Who said you can’t go home?* I can always go home. I’m a total homebody. I love visiting my hometown and I especially love Pittsford in the spring. There is such a happy light feeling about upstate New York when it starts shedding its winter coat around May (or sometimes June) and it’s my very favorite time to be there. I haven’t been home since last June (!!!) for my sister’s wedding and I was already lamenting that this trip was going to be in an fly-in-Friday-morning, fly-out-Sunday-morning type of visit. Too, too quick.
(And I won’t bother to waste a whole blog post on how in-Friday-morning turned into in-to Buffalo-Friday-afternoon, but I will go on record to say that air travel lately has just become absurd. Is there any other industry where you pay so very much money and get such poor delivery on promises and services? Whatever… moving on… I made it home and so did my bag. So there’s that.)
Pittsford! In the spring! It’s very beautiful. My mom and I went into the village on Saturday morning for a coffee date and a hair appointment and since we were early for the hair appointment we just wandered around the canal area. I was snapping pictures of my favorite sites - the boat I used to work on, the coffee shop I used to work at, the grain mill that had been reconverted to an office and my mom said to me “You really like visiting Pittsford don’t you?” I do and I know not everyone in the world has the sense of contentment and peace that I have when I return to the place I grew up and I feel fortunate that my hometown memories are happy ones.
I worked as a deckhand on this boat, the Sam Patch, for two summers with one of my best friends, Jen. It was the greatest summer job ever. We rode up and down the canal every day doing lunch and dinner cruises and private parties. Jen and I were in charge of tying the boat up when we got to the locks for the ride up, serving meals, bartending, jumping down in the hold to find another bottle of wine or refill the snack bar, answering questions about the history of the Erie Canal, selling memorabilia and even occasionally – when Captain Rick wanted to come down and mingle with the passengers – driving. (And if you have never been in a canal lock before, it is truly a marvel of engineering… a legitimate water elevator!) One of my favorite memories was working on the boat was on a 4th of July cruise when we took the boat from the canal down the Genesee River into downtown Rochester, and Jen and I climbed up on the roof to watch the fireworks. We got great tans (a great job benefit when you’re an 18 year old girl), amazing tips on some especially boozey dinner cruises, learned how to tie knots and most important of all, our boss – Eric – imparted to us that he trusted us wholly as he often left Jen and I in charge of closing up the boat at night, running the credit card slips, calculating our tips, restocking merchandise and placing food orders for the next day. Jen and I are both the type who completely thrive under being put in charge and to be so young but have that kind of responsibility – I think we both took for granted what it said that our boss thought about us but I look back on it now and I’m amazed at what he trusted a pair of 18 year olds to handle. I’ve had few bosses since then that have empowered employees the way he did his staff.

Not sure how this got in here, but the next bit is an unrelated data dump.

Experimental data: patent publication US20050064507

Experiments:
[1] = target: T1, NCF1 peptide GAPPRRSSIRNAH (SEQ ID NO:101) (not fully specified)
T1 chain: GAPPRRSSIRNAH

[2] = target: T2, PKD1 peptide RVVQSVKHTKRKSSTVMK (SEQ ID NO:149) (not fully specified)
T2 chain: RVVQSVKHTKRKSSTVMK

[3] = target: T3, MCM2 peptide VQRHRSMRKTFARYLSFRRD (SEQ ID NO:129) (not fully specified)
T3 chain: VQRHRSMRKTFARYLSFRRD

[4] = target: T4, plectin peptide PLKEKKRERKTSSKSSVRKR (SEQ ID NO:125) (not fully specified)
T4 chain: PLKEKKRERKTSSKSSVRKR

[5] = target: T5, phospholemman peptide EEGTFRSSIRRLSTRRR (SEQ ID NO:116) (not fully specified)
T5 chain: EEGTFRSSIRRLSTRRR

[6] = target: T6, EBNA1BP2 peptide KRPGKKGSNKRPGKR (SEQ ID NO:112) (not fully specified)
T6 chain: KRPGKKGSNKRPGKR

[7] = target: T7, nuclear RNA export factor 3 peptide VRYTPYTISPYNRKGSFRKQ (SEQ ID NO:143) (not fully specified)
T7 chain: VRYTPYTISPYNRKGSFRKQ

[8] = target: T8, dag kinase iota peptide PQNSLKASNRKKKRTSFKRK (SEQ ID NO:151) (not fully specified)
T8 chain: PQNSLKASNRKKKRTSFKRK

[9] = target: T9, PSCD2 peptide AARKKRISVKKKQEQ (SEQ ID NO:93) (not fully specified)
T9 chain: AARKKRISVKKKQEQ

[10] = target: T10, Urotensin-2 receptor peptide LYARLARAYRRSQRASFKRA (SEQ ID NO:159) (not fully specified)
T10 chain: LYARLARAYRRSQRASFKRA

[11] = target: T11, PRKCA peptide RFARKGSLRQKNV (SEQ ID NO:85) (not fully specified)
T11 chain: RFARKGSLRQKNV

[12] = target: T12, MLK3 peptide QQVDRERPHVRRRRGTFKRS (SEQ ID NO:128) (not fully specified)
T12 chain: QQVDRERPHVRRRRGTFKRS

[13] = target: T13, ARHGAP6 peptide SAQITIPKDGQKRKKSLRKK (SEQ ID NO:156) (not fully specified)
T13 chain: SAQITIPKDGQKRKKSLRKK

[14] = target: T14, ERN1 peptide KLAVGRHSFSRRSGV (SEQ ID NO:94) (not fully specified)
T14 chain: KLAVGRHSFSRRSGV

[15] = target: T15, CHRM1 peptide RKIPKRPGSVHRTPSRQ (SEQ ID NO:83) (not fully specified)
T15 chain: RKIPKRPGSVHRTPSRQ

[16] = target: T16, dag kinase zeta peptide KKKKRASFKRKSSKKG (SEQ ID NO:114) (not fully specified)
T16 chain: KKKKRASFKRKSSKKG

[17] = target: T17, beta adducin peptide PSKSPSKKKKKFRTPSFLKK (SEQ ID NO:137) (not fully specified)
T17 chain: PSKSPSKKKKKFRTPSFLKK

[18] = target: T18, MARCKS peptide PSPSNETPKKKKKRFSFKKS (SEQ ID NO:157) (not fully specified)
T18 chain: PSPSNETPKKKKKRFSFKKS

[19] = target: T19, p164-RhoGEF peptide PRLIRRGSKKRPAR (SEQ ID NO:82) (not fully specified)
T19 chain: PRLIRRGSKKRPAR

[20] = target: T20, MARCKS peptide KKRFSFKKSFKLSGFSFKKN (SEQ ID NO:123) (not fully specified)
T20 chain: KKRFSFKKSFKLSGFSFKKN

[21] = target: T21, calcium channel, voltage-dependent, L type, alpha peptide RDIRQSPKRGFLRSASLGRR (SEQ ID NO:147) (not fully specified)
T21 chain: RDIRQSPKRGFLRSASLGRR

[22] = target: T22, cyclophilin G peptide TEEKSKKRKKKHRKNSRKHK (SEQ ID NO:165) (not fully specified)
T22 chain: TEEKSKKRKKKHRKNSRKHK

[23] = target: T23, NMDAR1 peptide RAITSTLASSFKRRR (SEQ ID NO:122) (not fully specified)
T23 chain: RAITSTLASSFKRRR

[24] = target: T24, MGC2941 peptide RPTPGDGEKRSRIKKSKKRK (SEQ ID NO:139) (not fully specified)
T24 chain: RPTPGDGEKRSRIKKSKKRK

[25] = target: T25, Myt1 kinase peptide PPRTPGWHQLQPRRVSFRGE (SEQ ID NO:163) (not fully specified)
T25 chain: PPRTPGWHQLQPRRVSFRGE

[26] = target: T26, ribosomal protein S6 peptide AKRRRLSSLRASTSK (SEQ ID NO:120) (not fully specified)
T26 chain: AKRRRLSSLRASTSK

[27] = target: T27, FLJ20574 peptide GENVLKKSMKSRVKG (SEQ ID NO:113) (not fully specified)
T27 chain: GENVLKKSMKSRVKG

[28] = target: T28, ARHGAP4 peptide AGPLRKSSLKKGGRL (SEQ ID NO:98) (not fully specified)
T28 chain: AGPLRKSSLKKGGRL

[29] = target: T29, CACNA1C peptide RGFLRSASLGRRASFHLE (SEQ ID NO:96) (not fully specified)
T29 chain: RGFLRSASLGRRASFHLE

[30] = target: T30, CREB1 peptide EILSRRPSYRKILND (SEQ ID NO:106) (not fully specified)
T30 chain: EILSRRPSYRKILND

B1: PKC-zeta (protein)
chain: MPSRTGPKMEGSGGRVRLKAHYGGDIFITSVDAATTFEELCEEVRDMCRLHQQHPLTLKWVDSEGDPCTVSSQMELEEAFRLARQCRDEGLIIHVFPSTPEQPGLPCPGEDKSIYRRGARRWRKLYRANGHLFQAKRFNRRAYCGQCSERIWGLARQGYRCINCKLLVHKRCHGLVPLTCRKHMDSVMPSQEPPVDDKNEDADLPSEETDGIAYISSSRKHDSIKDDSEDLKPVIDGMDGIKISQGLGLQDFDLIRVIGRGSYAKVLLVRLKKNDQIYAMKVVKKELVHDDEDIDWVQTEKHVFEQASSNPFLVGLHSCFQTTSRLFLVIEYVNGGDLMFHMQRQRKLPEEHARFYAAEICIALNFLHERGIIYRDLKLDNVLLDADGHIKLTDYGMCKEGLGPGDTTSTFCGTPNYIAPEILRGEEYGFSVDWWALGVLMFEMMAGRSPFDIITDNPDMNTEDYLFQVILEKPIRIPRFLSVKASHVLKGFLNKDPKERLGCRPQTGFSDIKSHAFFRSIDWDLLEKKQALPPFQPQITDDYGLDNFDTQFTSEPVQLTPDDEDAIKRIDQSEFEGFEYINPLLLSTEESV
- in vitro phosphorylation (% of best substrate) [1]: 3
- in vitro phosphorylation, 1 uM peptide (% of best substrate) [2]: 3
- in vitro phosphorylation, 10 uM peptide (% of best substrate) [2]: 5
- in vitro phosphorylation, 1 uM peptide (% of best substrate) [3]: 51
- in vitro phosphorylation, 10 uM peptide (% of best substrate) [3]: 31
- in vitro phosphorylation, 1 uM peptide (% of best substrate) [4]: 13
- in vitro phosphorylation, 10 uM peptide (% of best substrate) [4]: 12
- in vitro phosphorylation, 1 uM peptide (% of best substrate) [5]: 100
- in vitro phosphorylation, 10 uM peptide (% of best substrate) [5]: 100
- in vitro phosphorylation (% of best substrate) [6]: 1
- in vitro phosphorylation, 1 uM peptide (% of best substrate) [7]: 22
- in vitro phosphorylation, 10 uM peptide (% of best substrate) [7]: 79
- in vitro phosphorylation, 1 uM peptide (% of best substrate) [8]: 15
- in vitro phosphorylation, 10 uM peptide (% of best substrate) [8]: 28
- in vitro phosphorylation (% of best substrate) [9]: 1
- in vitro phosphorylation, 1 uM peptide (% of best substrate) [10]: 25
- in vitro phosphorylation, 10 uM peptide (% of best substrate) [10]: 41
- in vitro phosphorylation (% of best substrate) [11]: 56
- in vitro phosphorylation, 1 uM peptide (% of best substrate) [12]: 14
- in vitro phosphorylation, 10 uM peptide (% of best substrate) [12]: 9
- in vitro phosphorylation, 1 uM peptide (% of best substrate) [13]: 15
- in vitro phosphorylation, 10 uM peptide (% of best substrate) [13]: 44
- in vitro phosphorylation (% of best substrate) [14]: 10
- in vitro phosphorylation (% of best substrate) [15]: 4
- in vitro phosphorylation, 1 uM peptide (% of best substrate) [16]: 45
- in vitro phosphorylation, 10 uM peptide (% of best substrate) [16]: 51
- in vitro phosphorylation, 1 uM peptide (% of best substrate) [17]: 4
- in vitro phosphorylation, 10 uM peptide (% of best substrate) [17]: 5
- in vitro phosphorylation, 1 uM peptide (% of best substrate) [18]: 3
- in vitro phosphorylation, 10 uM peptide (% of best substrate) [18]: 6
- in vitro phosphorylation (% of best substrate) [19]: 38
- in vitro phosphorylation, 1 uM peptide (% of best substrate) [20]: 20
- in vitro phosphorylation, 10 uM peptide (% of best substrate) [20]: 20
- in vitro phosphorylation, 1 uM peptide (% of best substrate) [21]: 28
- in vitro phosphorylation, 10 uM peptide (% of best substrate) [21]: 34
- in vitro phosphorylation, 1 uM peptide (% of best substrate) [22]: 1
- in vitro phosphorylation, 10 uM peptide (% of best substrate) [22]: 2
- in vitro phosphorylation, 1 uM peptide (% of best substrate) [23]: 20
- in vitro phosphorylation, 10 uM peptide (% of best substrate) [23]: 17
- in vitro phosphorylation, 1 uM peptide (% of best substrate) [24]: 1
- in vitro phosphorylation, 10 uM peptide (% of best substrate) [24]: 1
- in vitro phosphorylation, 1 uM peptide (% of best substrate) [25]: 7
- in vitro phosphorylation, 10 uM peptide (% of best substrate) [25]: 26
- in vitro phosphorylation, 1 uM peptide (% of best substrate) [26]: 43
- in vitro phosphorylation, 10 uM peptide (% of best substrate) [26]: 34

I’m writing all this now because I found out a week before I went home that Eric had died unexpectedly. He was very young – in his mid 40s – and he had a preteen daughter (who I used to babysit.) Jen and I texted back and forth when we found out, expressing our shock and our sadness. Whenever I’ve gone home and visited the canal dock, I’ve seen Eric bustling around getting ready for the next cruise to go out and inevitably he’ll ask him if I’m home to stay and if I want to work a shift on the boat. (I always do and yet I never had time!) I kept half-expecting him to jump out of the ticket office while I was down there snapping pictures, but the canal cruise season hadn’t started yet and the dock was quiet. He was a good man, and I’m sad for his family to learn of his passing. He’s worked tirelessly for the non-profit that runs the canal boat for over a decade now, and I know the organization is going to be impacted by losing him too. Very sad.
I actually intended to write this whole post about my trip home, but I sort of transgressed when I started writing about my trip down to the canal and little mental good-bye to my boss and a piece of my teenage years. I think it’s probably better to end on that note and continue on with a second installment later to write about the real reason for my trip home, which was the beautiful baby shower my mom’s friends threw for me.
Oh and by the way, I googled it and to the best of my knowledge it looks like Thomas Wolfe said you can’t go home. And Mr. Wolfe, I just want you to know that Jennifer Nettles, Bon Jovi and I whole-heartedly disagree with you.